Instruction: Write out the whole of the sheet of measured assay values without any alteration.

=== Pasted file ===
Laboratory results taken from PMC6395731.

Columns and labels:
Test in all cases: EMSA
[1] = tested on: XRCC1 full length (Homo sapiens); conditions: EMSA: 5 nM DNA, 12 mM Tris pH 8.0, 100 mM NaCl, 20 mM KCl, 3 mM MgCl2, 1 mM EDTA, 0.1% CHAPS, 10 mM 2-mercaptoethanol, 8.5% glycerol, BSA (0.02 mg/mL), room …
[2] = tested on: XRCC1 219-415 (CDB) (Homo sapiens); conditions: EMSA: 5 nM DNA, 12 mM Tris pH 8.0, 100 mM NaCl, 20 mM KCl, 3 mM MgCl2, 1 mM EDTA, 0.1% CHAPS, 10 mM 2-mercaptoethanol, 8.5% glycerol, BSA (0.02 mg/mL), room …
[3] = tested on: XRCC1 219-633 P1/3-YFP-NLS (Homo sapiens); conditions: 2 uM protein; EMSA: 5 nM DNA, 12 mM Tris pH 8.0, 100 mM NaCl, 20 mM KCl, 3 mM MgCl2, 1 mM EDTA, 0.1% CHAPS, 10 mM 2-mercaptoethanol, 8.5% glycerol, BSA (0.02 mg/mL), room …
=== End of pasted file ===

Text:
Laboratory results taken from PMC6395731.

Columns and labels:
Test in all cases: EMSA
[1] = tested on: XRCC1 full length (Homo sapiens); conditions: EMSA: 5 nM DNA, 12 mM Tris pH 8.0, 100 mM NaCl, 20 mM KCl, 3 mM MgCl2, 1 mM EDTA, 0.1% CHAPS, 10 mM 2-mercaptoethanol, 8.5% glycerol, BSA (0.02 mg/mL), room …
[2] = tested on: XRCC1 219-415 (CDB) (Homo sapiens); conditions: EMSA: 5 nM DNA, 12 mM Tris pH 8.0, 100 mM NaCl, 20 mM KCl, 3 mM MgCl2, 1 mM EDTA, 0.1% CHAPS, 10 mM 2-mercaptoethanol, 8.5% glycerol, BSA (0.02 mg/mL), room …
[3] = tested on: XRCC1 219-633 P1/3-YFP-NLS (Homo sapiens); conditions: 2 uM protein; EMSA: 5 nM DNA, 12 mM Tris pH 8.0, 100 mM NaCl, 20 mM KCl, 3 mM MgCl2, 1 mM EDTA, 0.1% CHAPS, 10 mM 2-mercaptoethanol, 8.5% glycerol, BSA (0.02 mg/mL), room …